Queen Elizabeth National Park is understandably Uganda’s most popular tourist destination.
The park’s diverse ecosystems, which include sprawling savanna, shady, humid forests, sparkling lakes and fertile wetlands, make it the ideal habitat for classic big game, ten primate species including chimpanzees and over 600 species of birds.
Set against the backdrop of the jagged Rwenzori Mountains, the park’s magnificent vistas include dozens of enormous craters carved dramatically into rolling green hills, panoramic views of the Kazinga Channel with its banks lined with hippos, buffalo and elephants, and the endless Ishasha plains, whose fig trees hide lions ready to pounce on herds of unsuspecting Uganda kob.
As well as its outstanding wildlife attractions, Queen Elizabeth National Park has a fascinating cultural history. There are many opportunities for visitors to meet the local communities and enjoy storytelling, dance, music and more. The gazetting of the park has ensured the conservation of its ecosystems, which in turn benefits the surrounding communities.
Uganda’s Queen Elizabeth National Park is truly a Medley of Wonders!
Queen Elizabeth spans the equator line; monuments on either side of the road mark the exact spot where it crosses latitude 00.
The park was founded in 1952 as Kazinga National Park, and renamed two years later to commemorate a visit by Queen Elizabeth II.
The park is home to over 95 mammal species and over 600 bird species.
The Katwe explosion craters mark the park’s highest point at 1,350m above sea level, while the lowest point is at 910m, at Lake Edward.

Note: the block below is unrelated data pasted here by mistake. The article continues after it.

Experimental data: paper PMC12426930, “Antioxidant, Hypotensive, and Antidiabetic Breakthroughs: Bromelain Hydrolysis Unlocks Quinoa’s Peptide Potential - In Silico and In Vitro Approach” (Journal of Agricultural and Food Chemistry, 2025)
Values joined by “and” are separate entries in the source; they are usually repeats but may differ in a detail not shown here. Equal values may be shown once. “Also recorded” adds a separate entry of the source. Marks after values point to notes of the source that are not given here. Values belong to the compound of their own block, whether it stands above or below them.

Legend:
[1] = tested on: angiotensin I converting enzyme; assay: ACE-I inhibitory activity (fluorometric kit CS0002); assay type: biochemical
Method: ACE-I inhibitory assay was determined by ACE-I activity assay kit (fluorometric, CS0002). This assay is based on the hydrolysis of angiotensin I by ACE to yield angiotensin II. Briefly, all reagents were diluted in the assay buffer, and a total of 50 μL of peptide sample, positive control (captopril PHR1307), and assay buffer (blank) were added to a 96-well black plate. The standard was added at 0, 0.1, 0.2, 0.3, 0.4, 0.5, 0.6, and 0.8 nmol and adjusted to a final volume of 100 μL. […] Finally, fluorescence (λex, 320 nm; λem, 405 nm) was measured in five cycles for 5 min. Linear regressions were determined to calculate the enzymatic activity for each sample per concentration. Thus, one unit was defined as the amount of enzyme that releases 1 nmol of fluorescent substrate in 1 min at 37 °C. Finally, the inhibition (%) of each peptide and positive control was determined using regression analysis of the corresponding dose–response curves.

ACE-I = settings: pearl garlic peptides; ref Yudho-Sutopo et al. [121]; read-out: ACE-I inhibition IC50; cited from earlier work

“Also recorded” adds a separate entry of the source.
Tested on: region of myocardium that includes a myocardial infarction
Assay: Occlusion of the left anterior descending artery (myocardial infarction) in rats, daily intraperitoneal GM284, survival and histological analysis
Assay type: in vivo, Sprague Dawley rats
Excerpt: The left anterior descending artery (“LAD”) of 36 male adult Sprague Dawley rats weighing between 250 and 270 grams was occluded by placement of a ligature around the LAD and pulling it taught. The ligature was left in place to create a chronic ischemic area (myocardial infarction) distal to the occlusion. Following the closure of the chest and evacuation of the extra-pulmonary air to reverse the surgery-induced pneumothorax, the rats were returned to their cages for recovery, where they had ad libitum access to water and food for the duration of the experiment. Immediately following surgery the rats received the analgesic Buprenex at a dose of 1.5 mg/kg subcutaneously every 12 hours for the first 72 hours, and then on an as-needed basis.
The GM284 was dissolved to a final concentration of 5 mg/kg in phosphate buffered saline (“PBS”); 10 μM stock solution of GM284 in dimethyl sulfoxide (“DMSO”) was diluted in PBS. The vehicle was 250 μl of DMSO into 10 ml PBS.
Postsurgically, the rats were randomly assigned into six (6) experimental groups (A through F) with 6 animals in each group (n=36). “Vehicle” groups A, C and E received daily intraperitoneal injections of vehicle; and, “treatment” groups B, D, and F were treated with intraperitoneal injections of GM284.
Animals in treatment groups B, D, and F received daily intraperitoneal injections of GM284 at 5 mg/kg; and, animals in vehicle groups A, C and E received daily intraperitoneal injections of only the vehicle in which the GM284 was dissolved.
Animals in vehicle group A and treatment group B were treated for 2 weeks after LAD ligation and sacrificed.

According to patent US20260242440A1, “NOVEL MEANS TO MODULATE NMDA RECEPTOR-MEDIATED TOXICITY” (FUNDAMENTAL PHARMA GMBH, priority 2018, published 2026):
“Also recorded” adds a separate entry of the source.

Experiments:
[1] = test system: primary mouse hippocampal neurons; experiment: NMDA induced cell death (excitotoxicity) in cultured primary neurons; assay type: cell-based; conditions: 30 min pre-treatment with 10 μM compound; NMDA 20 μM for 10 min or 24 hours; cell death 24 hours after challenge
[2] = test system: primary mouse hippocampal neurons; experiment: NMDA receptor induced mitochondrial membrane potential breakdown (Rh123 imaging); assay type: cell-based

Wildlife Game Drives in Queen Elizabeth prove to be a delight. There are 3,00 Elephants, over 10,000 buffaloes and you can find elephants even in the crater Valleys along the explosion crater drive…
Not only are there buffaloes and elephants but warthogs, waterbuck, Uganda Kob, Topi Antelopes and even the rare semi-aquatic Sitatunga Antelopes that have webbed toes.
Queen Elizabeth Park is also home to a number of feline cats that you can often spot on game drives, in some cases on Night Game Drives such as lions, leopards, civet cats, genal, and serval cats.
Nocturnal Game Drives:
Nocturnal Game drives with spotlights is a most exciting adventure. It is the time that the predators are out on the prowl such as lions, leopards, civet cats, genal cats and serval cats.
A night game drive is taken after dinner. Darkness sets in Uganda soon after 7 pm and the nighttime action begins. Creatures that you would not see on a daytime Game Drive you will see at night and those that partake in the nocturnal game drive are simply amazed by what awaits them.
During nocturnal game drives, spotlights illuminate the night that you can see the animals on the prowl and those that are being prowled.
Kazinga Channel boat cruise
Queen Elizabeth Park is home to 5000 hippos which is one of the largest concentration of hippos in Africa and in Queen Elizabeth National Park they are found along Kazinga Channel.
Kazinga Channel is a 2 hour plus Boat Safari where you can see hippos, crocodiles, monitor lizards, elephant herds, buffaloes, antelopes and many different kinds of water birds.
The Kazinga Boat Safari is one of the highlights of a safari to Queen Elizabeth Park.
One of the little known about activities in Queen Elizabeth Park is Mongoose Research Tracking on the Mweya Peninsula.
This is a 3-hour activity that can be done with a guide who accompanies you as you set off to the Mongoose Research Area where you can observe the Banded Mongoose and learn about their habits and ways.
This is a fascinating activity and you will see other wildlife, birds along the hike as you venture along Kazinga Channel on the Mweya Peninsula.
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